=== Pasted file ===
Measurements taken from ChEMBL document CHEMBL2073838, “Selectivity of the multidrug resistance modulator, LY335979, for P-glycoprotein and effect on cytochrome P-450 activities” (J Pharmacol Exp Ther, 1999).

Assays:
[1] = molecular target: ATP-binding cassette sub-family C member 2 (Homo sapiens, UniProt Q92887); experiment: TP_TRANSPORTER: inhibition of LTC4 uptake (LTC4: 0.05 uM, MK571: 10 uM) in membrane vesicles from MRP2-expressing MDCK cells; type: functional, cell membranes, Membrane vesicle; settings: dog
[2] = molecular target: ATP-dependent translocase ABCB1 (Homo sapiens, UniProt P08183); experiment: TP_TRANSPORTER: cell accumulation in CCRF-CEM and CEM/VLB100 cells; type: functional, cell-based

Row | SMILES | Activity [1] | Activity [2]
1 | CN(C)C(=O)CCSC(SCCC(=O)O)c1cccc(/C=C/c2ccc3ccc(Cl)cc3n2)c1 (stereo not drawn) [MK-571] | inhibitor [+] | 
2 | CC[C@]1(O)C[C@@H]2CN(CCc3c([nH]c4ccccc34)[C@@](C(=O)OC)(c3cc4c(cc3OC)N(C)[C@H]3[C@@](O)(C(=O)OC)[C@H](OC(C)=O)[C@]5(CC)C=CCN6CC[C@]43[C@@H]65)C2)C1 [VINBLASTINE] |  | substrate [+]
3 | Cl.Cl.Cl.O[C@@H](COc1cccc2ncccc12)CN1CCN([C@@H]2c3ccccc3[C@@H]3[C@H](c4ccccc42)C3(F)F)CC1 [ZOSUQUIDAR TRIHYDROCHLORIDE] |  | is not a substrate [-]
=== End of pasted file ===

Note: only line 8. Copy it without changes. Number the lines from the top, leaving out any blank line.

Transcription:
3 | Cl.Cl.Cl.O[C@@H](COc1cccc2ncccc12)CN1CCN([C@@H]2c3ccccc3[C@@H]3[C@H](c4ccccc42)C3(F)F)CC1 [ZOSUQUIDAR TRIHYDROCHLORIDE] |  | is not a substrate [-]